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Five cool things coming soon from Assos, Lazer, Orro, Tune and Lezyne

Some of our top picks from the test pile this week, with reviews coming soon...

The rain continues to beat down, and it's well and truly time to start testing the autumn gear and waterproofs; and lots of bikes and cool tech of course, of which there is a fine selection previewed below...

Tune Skyracer saddle


Tune Skyracer saddle.jpg

Weighing in at a ridiculous 69g, this saddle from German carbon experts Tune has exactly zero padding but is anatomically shaped to provide some sort of comfort for serious road racers. A large central cutout should provide plenty of pressure relief (and reduce the weight some more) while the saddle upper and rails are constructed from a single piece of carbon that also happens to be fully recyclable. The width is 126mm which Tune say should fit a wide cross-section of riders, and it's recommended for road or mtb. Tune spent five years perfecting the Skyracer which may have contributed towards that rather large price tag. Is a saddle ever worth this much cash? Liam Cahill is your tester and will be delivering a verdict soon...

Lezyne Femto Drive light set


Lezyne Femto Drive Pair 3.jpg

This affordable little light set still packs a punch for the pleasing price tag, with 15 lumens coming from the front light and 5 lumens from the rear. A lightweight co-moulded construction results in the front light weighing just 22g and the rear 23g, and they both have five modes including flashing and pulse with over 180° of visibility to make sure you're seen. They're USB rechargeable, and mounting is nice and simple with a rubber strap to stick them on your bars/seatpost. Will they do for urban riding, or would you want some extra lumens? Jamie Williams is using them now with a test report imminent.

Orro Pyro Evo 105 Hydro


Orro Pyro Evo 105 Hydro - bars.jpg

This Shimano 105-equipped beauty is part of Orro's 2020 range, and is made for mile munching with endurance geometry and a lightweight full carbon frame. Orro have chosen an oversized downtube to aid extra power transfer, while the slim seatstays should deliver comfort on rough road surfaces. The Pyro Evo is sensibly specced for British roads with hydraulic disc brakes, 28mm Continental Tyres and tough Fulcrum R900 DB rims, and traditionalists will appreciate the threaded bottom bracket. If you're after a seriously classy year-round bike, is this the one? Stu Kerton will be telling us if he thinks so later this month.

Lazer Genesis


Lazer Genesis Helmet - with Aeroshell - side.jpg

The Genesis is World Tour proven and Lazer's lightest helmet - we weighed our test lid at 210g in a size medium, with the small coming in at under 200g according to Lazer. Sizeable vents should keep you cool in all conditions, and Lazer's Rollsys system is included for adjustment. This is a top-mounted dial instead of a dial where it's more commonly found at the back of the helmet, which Lazer say is easier to adjust and more ponytail-friendly if you happen to have one of those. It's so light you'll forget it's on your head, say Lazer... did our tester find the Genesis impressively forgettable? Find out towards the end of October.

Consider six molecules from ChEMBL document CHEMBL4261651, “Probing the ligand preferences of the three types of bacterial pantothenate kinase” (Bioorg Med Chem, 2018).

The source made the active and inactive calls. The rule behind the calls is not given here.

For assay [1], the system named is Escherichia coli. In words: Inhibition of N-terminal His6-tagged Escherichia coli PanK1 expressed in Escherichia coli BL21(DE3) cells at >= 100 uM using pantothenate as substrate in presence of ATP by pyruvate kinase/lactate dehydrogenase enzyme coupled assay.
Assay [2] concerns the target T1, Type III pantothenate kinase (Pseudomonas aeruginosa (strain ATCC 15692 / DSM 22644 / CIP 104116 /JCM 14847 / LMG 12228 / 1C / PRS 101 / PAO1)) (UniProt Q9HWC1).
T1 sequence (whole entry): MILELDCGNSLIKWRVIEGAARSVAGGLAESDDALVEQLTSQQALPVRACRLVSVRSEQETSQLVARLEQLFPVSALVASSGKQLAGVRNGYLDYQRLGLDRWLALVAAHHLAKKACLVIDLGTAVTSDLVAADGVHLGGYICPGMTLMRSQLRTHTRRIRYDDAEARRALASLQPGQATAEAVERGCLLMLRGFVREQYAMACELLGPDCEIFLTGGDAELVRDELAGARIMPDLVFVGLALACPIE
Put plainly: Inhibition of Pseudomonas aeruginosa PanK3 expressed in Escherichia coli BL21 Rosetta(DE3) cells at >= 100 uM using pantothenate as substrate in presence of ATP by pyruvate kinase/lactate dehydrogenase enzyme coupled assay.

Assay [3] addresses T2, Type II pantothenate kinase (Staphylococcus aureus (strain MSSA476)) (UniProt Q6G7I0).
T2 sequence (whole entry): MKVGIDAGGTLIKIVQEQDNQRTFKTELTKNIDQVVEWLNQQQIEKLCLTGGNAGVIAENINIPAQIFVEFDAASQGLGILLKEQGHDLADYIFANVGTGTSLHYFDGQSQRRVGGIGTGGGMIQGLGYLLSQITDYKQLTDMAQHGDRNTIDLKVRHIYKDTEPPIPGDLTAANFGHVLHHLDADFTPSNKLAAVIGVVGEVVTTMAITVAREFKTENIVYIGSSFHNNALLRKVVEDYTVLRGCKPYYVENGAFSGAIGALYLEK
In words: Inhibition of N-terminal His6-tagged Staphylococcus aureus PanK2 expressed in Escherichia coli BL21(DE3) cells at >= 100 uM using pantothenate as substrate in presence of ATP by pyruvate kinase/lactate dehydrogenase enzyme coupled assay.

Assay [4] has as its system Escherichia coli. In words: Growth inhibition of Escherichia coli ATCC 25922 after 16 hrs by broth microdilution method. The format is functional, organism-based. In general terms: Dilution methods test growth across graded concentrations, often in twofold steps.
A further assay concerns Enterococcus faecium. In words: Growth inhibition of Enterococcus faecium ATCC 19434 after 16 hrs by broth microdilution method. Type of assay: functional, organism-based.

Assos Mille GT Airblock Vest


Assos Millie GT Spring-Fall Airblock Vest - chest.jpg

High-end cycling apparel brand Assos have released their latest collection, which includes this classy wind vest that is recommended for Autumn or spring and looks perfect for adding as an additional top layer when things get a bit chilly. A blend of proprietary textiles are designed to make the Mille GT Airblock highly breathable while offering plenty of protection against the wind and rain, with an upper front panel constructed from a 3L softshell with a PU bonded membrane. Assos say the 100% windproof vest should protect your chest from biting winds, road spray and low temperatures. There's also some reflective strips to tick the visibility box. Alex Bowden is currently wearing one on his morning commute, with a full test report coming soon...


For all the latest test reports, head over to our reviews section. If you want some more advice before splashing the cash, check out our buyer's guides

Arriving at in 2017 via 220 Triathlon Magazine, Jack dipped his toe in most jobs on the site and over at eBikeTips before being named the new editor of in 2020, much to his surprise. His cycling life began during his students days, when he cobbled together a few hundred quid off the back of a hard winter selling hats (long story) and bought his first road bike - a Trek 1.1 that was quickly relegated to winter steed, before it was sadly pinched a few years later. Creatively replacing it with a Trek 1.2, Jack mostly rides this bike around local cycle paths nowadays, but when he wants to get the racer out and be competitive his preferred events are time trials, sportives, triathlons and pogo sticking - the latter being another long story.  

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